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published Sep 1, 2008
Equestrian trail users are awakening to the fact that we are recreating largely on public lands owned by more than 300 million citizens.
published Apr 1, 2006
American Trails Staff
BCHA teaches Leave No Trace principles to stock users.
posted May 16, 2018
Increasing numbers of equestrians on public lands require more awareness of impacts.
published Nov 1, 1998
The perception of horse impacts in ecological reserves.
published May 27, 2004
Does equestrian use have an impact on stream and lake water quality?
published May 1, 2004
Conceived as an ecotourism destination, the trail enables exploration of the area by canoe or kayak, while providing an economic boost to surrounding rural communities.
published Apr 4, 2004
Steve Elkinton with National Park Service
Trails and greenways advocates need to think more broadly and to look at the larger values of trails in the context of "green infrastructure."
published Jun 1, 2010
Wisconsin Department of Natural Resources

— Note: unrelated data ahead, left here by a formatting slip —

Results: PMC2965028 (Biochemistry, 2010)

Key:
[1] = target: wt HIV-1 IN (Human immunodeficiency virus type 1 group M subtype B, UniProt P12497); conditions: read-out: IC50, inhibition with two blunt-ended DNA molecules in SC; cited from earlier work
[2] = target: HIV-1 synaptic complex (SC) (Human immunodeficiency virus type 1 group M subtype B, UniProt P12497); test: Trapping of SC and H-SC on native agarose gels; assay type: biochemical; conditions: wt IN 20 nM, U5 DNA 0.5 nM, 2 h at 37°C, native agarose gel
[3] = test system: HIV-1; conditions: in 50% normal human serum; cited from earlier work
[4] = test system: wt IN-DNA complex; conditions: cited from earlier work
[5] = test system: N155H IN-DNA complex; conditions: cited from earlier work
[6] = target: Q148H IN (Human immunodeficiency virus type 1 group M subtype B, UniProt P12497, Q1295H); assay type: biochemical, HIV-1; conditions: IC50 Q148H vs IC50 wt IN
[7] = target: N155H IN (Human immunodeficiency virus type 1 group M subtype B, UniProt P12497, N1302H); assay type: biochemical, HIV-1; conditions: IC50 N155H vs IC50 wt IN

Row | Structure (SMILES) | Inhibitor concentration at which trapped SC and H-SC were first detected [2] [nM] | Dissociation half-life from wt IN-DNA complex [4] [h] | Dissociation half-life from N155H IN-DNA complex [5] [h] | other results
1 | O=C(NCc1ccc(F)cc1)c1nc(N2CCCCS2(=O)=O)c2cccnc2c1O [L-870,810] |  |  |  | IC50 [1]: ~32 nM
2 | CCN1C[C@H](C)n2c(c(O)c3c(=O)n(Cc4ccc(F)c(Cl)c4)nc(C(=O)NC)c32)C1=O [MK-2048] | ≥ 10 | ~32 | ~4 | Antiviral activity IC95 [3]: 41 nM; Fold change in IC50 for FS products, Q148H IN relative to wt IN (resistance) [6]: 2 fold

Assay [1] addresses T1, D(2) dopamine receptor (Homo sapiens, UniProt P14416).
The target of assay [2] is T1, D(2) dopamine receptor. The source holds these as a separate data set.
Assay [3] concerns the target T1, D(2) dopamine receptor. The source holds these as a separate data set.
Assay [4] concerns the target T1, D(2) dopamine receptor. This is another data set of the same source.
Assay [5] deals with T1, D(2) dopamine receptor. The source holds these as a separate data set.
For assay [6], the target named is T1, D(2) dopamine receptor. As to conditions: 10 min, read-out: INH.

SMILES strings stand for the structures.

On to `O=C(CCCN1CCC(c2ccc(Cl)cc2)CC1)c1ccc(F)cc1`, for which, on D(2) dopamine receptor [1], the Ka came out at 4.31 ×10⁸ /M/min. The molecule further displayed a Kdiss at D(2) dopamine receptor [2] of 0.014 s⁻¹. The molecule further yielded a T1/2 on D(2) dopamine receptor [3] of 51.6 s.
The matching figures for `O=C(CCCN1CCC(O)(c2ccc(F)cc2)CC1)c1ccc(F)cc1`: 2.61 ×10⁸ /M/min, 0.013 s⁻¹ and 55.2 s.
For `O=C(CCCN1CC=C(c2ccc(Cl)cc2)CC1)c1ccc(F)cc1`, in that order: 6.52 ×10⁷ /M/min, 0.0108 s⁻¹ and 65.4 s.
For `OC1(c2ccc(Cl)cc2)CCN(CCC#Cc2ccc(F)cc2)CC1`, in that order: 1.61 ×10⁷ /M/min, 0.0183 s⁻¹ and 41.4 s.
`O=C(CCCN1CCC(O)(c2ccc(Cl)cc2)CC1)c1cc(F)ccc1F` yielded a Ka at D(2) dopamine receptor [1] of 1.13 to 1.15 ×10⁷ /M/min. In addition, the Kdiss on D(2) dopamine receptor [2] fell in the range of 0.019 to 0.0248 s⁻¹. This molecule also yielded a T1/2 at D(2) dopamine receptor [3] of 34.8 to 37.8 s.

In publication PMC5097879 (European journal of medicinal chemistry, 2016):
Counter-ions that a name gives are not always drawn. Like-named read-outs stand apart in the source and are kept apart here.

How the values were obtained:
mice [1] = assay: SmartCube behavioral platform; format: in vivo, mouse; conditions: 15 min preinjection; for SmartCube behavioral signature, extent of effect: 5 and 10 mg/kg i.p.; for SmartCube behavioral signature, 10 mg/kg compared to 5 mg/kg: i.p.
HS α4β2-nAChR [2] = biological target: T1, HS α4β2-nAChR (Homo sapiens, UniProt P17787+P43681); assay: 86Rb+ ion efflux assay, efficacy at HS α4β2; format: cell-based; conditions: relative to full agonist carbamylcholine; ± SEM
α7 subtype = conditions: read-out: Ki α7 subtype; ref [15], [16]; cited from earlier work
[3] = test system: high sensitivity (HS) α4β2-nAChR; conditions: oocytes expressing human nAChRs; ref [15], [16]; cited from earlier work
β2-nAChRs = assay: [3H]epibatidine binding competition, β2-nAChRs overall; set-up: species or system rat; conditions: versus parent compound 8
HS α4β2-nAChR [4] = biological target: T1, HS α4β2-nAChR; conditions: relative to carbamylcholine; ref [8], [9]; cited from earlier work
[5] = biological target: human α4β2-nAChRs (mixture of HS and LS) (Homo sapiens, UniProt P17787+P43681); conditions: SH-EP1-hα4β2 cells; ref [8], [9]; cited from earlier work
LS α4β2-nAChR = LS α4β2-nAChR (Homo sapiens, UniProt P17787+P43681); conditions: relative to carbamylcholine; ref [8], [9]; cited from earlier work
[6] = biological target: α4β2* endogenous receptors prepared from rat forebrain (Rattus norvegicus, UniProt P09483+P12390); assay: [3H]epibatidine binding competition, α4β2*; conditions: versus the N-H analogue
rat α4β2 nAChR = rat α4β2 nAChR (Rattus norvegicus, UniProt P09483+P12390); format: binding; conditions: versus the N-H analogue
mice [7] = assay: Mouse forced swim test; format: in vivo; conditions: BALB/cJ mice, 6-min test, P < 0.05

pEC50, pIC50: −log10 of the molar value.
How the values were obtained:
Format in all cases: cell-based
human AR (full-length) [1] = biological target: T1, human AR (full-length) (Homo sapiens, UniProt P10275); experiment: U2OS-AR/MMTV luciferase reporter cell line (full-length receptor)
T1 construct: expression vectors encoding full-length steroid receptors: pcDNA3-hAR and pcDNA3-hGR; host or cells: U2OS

The Ice Age Trail Triad shows that the federal government, a state agency, and a nonprofit can all work together to accomplish a lot more than they could if they worked on their own.
published May 22, 2010
King County Parks and Recreation
The King County Parks-EMBA partnership is an excellent example of how a public-private partnership can leverage funds in tight fiscal times to create, maintain, and program a unique, world-class trails system that is open and accessible for all to enjoy.
Partners work to develop volunteers skills to improve heavily-used sections of the Appalachian National Scenic Trail.
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